Meanwhile, combine the garbanzo bean flour, water, spinach, and dill in a blender and puree until smooth. Set aside.

When the onions have finished cooking, drizzle the remaining 2 teaspoons of oil in a 9″ round baking dish. Layer on the onions and evenly space the beet cubes on top of the onions. Pour on the spinach batter, taking care not to move the beets around too much, and bake for 20 minutes, or until a knife inserted into the center comes out clean. Allow to sit for about 5 minutes before cutting so it can firm up a bit.

Recipe submitted to Wellness Weekend, Simple and in Season, and Gluten-Free Wednesdays, and December Blog Hop.

Meal Checklist: Protein—chickpea flour. Whole Grain—not needed when devouring an entire pan of socca. Vegetables—beets and onions. Leafy Green—spinach.

Local Ingredients: Onions from Jones Valley Farm, spinach from Snug Haven, beets from Driftless Organics.

Comment Provoking Questions: Are you in the holiday spirit yet? What are you planning for Thanksgiving? What are your favorite holiday flavors?

Until next time, Ali.


15 thoughts on “Christmas Tree Socca

    • Ali Seiter says:

      Seriously, get into that kitchen and bake up some socca! I’m surprised a seasoned vegan blogger like you hasn’t already taken on the pivotal culinary experience. 😀 I look forward to reading about your first socca experience. Thanks!

    • Ali Seiter says:

      Glad to give you new ideas! You could probably make socca any color, really, by blending various ingredients into the batter. Beets for red, blueberries for purple, pumpkin for orange, etc.

  1. shuhanlee says:

    I’ve not heard of a socca before, but I already love the sound of it! and the look of it! just look at that sparkling green!

    oh, and really glad to have foudn your blog (: I work at the farmers’ market here in London, and am always inspired just by looking at the fresh array of produce they have each week (:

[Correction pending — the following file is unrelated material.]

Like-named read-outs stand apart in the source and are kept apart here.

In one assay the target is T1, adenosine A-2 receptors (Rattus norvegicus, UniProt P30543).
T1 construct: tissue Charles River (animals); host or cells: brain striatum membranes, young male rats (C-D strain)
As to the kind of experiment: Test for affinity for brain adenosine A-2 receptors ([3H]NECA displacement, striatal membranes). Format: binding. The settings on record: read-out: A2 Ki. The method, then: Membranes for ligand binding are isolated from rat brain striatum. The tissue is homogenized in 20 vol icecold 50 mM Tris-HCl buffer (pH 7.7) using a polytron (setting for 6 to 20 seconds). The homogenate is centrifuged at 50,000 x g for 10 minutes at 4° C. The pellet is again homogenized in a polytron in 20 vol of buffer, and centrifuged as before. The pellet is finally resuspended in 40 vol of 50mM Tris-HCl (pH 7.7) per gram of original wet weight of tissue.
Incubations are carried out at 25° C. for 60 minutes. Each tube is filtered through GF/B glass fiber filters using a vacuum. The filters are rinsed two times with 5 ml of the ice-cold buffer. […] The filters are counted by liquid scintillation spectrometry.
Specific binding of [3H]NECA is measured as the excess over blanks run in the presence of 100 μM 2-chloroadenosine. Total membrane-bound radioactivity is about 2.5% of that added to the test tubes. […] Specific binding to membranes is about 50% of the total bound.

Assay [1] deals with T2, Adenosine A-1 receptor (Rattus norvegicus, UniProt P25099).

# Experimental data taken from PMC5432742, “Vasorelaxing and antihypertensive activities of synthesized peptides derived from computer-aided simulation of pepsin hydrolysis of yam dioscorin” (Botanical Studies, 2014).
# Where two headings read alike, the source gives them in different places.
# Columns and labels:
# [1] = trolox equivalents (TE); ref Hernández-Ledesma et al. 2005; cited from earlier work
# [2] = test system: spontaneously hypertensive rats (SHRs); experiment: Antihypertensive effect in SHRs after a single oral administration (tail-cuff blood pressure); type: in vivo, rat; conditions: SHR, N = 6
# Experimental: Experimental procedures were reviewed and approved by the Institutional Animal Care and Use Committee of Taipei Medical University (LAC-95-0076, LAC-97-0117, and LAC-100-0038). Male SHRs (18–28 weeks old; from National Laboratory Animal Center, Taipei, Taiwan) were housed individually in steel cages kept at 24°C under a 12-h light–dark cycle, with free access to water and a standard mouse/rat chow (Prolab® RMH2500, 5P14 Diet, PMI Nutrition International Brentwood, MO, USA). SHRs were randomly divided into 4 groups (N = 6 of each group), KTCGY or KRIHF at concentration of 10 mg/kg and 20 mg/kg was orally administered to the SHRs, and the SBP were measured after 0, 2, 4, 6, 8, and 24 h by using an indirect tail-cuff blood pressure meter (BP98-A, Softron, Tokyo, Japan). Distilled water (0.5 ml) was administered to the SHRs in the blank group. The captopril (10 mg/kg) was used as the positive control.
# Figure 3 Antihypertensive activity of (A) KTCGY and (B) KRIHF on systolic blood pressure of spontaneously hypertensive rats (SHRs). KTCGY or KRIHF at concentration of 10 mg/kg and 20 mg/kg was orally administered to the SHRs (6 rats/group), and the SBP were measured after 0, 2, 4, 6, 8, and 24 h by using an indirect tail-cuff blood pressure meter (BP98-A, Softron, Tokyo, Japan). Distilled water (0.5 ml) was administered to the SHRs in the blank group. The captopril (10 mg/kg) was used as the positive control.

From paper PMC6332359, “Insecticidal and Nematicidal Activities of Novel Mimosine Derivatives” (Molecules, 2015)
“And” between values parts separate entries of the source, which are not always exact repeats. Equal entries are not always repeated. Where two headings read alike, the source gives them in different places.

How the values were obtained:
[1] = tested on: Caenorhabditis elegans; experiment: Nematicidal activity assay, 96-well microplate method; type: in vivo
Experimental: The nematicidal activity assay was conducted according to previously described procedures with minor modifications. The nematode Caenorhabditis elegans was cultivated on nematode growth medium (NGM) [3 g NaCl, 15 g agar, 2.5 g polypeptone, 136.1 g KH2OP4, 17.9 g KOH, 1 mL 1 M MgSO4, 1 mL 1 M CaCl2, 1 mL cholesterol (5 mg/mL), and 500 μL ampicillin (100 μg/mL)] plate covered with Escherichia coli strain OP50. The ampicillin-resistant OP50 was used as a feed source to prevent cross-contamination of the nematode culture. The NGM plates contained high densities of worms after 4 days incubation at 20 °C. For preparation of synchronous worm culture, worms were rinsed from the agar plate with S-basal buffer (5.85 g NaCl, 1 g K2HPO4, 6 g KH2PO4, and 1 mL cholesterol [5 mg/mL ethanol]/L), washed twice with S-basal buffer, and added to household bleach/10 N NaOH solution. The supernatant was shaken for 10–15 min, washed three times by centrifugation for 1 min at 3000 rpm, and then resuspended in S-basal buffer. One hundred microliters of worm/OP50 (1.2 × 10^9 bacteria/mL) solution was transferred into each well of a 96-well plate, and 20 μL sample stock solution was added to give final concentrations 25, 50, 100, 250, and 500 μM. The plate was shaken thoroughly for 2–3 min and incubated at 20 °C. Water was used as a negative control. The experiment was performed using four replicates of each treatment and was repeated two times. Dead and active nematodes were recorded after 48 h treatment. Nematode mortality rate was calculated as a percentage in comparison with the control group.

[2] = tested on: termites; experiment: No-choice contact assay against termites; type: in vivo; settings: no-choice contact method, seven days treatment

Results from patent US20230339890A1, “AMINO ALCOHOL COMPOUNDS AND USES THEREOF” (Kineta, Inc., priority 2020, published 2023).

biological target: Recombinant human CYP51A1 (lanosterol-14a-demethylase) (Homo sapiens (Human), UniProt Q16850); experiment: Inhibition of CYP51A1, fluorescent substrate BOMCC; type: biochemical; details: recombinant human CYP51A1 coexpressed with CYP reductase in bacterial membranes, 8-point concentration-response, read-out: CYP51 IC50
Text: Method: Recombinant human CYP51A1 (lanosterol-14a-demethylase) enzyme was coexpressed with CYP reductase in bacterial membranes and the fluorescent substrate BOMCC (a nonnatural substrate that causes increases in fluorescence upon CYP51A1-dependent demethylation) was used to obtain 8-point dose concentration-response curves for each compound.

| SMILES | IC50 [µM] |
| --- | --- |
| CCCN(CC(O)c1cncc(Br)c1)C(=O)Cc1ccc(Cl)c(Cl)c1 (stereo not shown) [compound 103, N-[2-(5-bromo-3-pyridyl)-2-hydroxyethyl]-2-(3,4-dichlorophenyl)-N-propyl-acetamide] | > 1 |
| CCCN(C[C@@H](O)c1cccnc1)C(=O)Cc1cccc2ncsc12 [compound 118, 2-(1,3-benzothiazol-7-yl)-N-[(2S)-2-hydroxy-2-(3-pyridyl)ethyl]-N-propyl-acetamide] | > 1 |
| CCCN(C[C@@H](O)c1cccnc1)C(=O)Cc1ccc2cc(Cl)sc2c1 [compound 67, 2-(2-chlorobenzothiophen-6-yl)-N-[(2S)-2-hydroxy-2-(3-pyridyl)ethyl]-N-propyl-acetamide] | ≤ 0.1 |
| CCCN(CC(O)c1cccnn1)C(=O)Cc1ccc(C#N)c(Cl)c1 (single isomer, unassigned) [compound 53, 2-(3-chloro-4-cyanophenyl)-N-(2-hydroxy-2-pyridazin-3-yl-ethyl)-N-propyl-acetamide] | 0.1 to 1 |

• Ali Seiter says:

      I guarantee that once you take that first bite of socca, your life will change forever! Seriously–it’s epiphany invoking.

      Thanks so much! I’m honored to have a reader from London. I visited the city about 3 years ago and would absolutely love to return.

  2. leckerfoodie says:

    Dear Ali,
    recently I developed a red-pea recipe similar to socca:
    the recipe contains lupine flour as well. For me, it is a very intriguing but difficult ingredient (I don’t have an oven, but lupine flour is good for backing). If you ever have the time to make up some (non raw – I don’t like it raw) recipes for lupine flour, I would be really intrigued to learn them!
    Thank you for this variant of socca – one of my favourite dishes 🙂

      • leckerfoodie says:

        lupine flower is made from sweet lupines ( – originally they were mainly eaten in the mediterrenean. But, they are gaining grounds in Northern Europe as a supposedly local alternative to soybeans. Without the sweet lupine flower you cannot make socca out of the red lentils. The texture of pure red lentil pancakes would be to sticky (in contrast chickpea socca is kinda fluffy). The other way around (lupine flower is difficult to process just on its own) is true, too.Moreover, I do not have an oven :(, so I am always looking for recipes where you can make legumes edible by frying them etc… I also tried making chickpea socca just by frying but it turned out to be difficult… Can you give me a tip? 🙂